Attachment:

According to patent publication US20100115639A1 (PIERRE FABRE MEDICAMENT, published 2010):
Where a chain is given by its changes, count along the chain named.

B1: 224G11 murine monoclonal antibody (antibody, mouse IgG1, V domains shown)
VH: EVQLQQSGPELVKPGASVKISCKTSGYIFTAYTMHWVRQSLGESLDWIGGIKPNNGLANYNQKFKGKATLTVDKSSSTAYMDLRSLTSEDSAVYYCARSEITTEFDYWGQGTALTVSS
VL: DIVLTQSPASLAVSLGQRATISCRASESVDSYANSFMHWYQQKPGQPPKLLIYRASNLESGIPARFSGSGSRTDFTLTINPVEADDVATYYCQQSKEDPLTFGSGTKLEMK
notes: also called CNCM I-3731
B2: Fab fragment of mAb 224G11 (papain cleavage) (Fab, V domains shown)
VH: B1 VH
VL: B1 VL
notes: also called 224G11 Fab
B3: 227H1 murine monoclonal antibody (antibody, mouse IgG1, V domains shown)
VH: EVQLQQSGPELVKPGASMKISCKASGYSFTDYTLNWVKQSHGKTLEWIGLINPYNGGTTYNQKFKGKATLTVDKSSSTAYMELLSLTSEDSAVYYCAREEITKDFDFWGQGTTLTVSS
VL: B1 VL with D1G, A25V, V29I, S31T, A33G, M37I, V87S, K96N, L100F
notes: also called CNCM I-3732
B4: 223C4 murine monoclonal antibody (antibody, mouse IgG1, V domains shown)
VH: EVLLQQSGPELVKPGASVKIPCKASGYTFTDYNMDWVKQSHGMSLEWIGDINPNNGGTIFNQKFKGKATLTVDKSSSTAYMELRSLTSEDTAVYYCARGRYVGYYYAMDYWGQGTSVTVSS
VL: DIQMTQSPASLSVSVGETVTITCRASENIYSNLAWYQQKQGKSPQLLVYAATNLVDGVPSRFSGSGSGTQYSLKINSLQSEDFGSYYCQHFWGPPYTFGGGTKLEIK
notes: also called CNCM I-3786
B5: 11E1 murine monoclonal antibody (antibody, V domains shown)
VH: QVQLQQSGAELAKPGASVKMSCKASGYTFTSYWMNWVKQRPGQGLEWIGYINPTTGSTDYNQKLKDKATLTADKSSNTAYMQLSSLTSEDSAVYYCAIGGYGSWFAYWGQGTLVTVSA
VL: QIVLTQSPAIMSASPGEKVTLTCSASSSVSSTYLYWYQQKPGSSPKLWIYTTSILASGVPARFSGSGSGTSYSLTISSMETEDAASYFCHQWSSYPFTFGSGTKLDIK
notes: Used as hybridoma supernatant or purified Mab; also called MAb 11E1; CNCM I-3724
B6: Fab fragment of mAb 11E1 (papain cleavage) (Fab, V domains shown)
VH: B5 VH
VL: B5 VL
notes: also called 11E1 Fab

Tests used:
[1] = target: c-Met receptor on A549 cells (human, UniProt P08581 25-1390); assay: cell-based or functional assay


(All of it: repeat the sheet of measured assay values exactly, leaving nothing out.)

According to patent publication US20100115639A1 (PIERRE FABRE MEDICAMENT, published 2010):
Where a chain is given by its changes, count along the chain named.

B1: 224G11 murine monoclonal antibody (antibody, mouse IgG1, V domains shown)
VH: EVQLQQSGPELVKPGASVKISCKTSGYIFTAYTMHWVRQSLGESLDWIGGIKPNNGLANYNQKFKGKATLTVDKSSSTAYMDLRSLTSEDSAVYYCARSEITTEFDYWGQGTALTVSS
VL: DIVLTQSPASLAVSLGQRATISCRASESVDSYANSFMHWYQQKPGQPPKLLIYRASNLESGIPARFSGSGSRTDFTLTINPVEADDVATYYCQQSKEDPLTFGSGTKLEMK
notes: also called CNCM I-3731
B2: Fab fragment of mAb 224G11 (papain cleavage) (Fab, V domains shown)
VH: B1 VH
VL: B1 VL
notes: also called 224G11 Fab
B3: 227H1 murine monoclonal antibody (antibody, mouse IgG1, V domains shown)
VH: EVQLQQSGPELVKPGASMKISCKASGYSFTDYTLNWVKQSHGKTLEWIGLINPYNGGTTYNQKFKGKATLTVDKSSSTAYMELLSLTSEDSAVYYCAREEITKDFDFWGQGTTLTVSS
VL: B1 VL with D1G, A25V, V29I, S31T, A33G, M37I, V87S, K96N, L100F
notes: also called CNCM I-3732
B4: 223C4 murine monoclonal antibody (antibody, mouse IgG1, V domains shown)
VH: EVLLQQSGPELVKPGASVKIPCKASGYTFTDYNMDWVKQSHGMSLEWIGDINPNNGGTIFNQKFKGKATLTVDKSSSTAYMELRSLTSEDTAVYYCARGRYVGYYYAMDYWGQGTSVTVSS
VL: DIQMTQSPASLSVSVGETVTITCRASENIYSNLAWYQQKQGKSPQLLVYAATNLVDGVPSRFSGSGSGTQYSLKINSLQSEDFGSYYCQHFWGPPYTFGGGTKLEIK
notes: also called CNCM I-3786
B5: 11E1 murine monoclonal antibody (antibody, V domains shown)
VH: QVQLQQSGAELAKPGASVKMSCKASGYTFTSYWMNWVKQRPGQGLEWIGYINPTTGSTDYNQKLKDKATLTADKSSNTAYMQLSSLTSEDSAVYYCAIGGYGSWFAYWGQGTLVTVSA
VL: QIVLTQSPAIMSASPGEKVTLTCSASSSVSSTYLYWYQQKPGSSPKLWIYTTSILASGVPARFSGSGSGTSYSLTISSMETEDAASYFCHQWSSYPFTFGSGTKLDIK
notes: Used as hybridoma supernatant or purified Mab; also called MAb 11E1; CNCM I-3724
B6: Fab fragment of mAb 11E1 (papain cleavage) (Fab, V domains shown)
VH: B5 VH
VL: B5 VL
notes: also called 11E1 Fab

Tests used:
[1] = target: c-Met receptor on A549 cells (human, UniProt P08581 25-1390); assay: cell-based or functional assay